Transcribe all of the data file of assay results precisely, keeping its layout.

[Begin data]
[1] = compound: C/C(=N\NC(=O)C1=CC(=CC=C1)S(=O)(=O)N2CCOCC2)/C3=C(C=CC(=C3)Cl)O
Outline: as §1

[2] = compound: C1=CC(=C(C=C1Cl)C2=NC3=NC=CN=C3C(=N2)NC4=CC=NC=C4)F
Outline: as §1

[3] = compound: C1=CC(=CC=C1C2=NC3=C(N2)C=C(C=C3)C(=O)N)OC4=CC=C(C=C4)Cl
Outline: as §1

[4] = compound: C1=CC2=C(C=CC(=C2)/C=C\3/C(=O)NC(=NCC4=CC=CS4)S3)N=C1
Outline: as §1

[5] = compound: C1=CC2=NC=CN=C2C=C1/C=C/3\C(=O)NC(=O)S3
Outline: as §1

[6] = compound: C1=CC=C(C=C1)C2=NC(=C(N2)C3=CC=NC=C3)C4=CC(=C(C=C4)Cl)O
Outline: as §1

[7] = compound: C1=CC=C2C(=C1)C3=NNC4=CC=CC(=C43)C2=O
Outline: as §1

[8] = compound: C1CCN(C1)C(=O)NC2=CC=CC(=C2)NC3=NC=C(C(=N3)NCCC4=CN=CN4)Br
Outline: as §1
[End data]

[1] = compound: C/C(=N\NC(=O)C1=CC(=CC=C1)S(=O)(=O)N2CCOCC2)/C3=C(C=CC(=C3)Cl)O
Outline: as §1

[2] = compound: C1=CC(=C(C=C1Cl)C2=NC3=NC=CN=C3C(=N2)NC4=CC=NC=C4)F
Outline: as §1

[3] = compound: C1=CC(=CC=C1C2=NC3=C(N2)C=C(C=C3)C(=O)N)OC4=CC=C(C=C4)Cl
Outline: as §1

[4] = compound: C1=CC2=C(C=CC(=C2)/C=C\3/C(=O)NC(=NCC4=CC=CS4)S3)N=C1
Outline: as §1

[5] = compound: C1=CC2=NC=CN=C2C=C1/C=C/3\C(=O)NC(=O)S3
Outline: as §1

[6] = compound: C1=CC=C(C=C1)C2=NC(=C(N2)C3=CC=NC=C3)C4=CC(=C(C=C4)Cl)O
Outline: as §1

[7] = compound: C1=CC=C2C(=C1)C3=NNC4=CC=CC(=C43)C2=O
Outline: as §1

[8] = compound: C1CCN(C1)C(=O)NC2=CC=CC(=C2)NC3=NC=C(C(=N3)NCCC4=CN=CN4)Br
Outline: as §1